It is inevitable for a car’s finish to corrode and fade due to sunlight, bird droppings, rain, and dust. It’s important to buff your car’s paint if it’s dull. Further removal of defects, such as minor scratches, oxidation, and etching, is accomplished through polishing and buffing. 

In the automotive industry, the terms “buffing” and “polishing” are sometimes interchangeable. Buffing removes swirl marks and restores shine, while polishing removes paint protection products or damage to clear coats.

Despite taking some time and effort, buffing a car yields great results. If you don’t like working by hand, an electric rotary buffer will improve your work flow.

Buffing your car paint

What Is Buffing?

Your car’s paint loses some of its luster as it ages. Car paint can crack, corrode, chip, and fade as a result of the environment. Acid rain, bird droppings, dust, or UV rays can cause these problems. Cars have a clear, hardened coating that protects their paint. Clear coats can be restored if they have lost their shine.

The process of buffing is used to restore the shine of a car’s paint job. Rather than repairing deeply scratched or blemished paintwork, buffing restores the full, overall shine of your vehicle. Buffing removes a layer of paint’s clear coat in order to remove swirls and light scratches. Additionally, buffing can extend the life of the finish in addition to improving its appearance. Auto body shops use buffing as part of both surface protection and repair procedures.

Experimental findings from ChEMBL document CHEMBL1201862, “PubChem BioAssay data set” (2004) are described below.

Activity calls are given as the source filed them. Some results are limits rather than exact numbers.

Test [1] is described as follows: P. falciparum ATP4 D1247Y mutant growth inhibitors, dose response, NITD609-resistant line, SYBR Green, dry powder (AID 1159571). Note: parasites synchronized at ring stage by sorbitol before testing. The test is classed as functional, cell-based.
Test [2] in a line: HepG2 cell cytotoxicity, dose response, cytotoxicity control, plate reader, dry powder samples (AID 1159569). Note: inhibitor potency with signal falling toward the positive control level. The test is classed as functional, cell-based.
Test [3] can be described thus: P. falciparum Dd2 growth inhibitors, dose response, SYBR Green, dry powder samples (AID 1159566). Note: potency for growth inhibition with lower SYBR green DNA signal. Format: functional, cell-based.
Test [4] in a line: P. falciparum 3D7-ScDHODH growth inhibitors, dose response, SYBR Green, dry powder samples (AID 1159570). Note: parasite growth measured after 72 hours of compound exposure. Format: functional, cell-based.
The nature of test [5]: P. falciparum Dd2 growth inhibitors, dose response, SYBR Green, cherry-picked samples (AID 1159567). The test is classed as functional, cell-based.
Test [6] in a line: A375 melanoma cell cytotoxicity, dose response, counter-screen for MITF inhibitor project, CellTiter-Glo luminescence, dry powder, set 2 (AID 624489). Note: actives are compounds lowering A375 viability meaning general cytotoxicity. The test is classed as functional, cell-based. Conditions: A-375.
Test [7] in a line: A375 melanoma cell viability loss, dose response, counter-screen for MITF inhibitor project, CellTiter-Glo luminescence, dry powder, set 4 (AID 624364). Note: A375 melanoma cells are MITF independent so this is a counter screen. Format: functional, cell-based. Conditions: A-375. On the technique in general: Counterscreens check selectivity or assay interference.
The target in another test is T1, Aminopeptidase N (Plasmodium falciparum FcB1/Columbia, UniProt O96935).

The process of buffing is more complex than it appears. Clear coat layers vary from car to car. Cheaper models have 4-5 layers, whereas top models have 10-15. A minor mistake can lead to costly repainting jobs if your car’s paint is damaged. In order to prevent that, buffing must be done with the utmost care.

Why buff painted vehicle surfaces?

The buffing process helps to repair minor paint imperfections as well as protect it. 

Surface Repair

Several lengthy steps must be completed during paint repair, including polishing and buffing. Polishing is the more challenging of the two, requiring the use of polishing compounds on a painted surface using a power tool. The basecoat remains intact while barely perceptible layers of clear coat are removed.

This is followed by buffing, which involves removing any leftover compound from the polishing process with a clean towel or pad. It not only cleanses newly polished areas, but will also reveal any damage that may have occurred during polishing.

Surface Protection

The process involves more than simply removing scratches and oxidation. In order to prevent the damage from recurring, it is imperative that a paint protection product is used.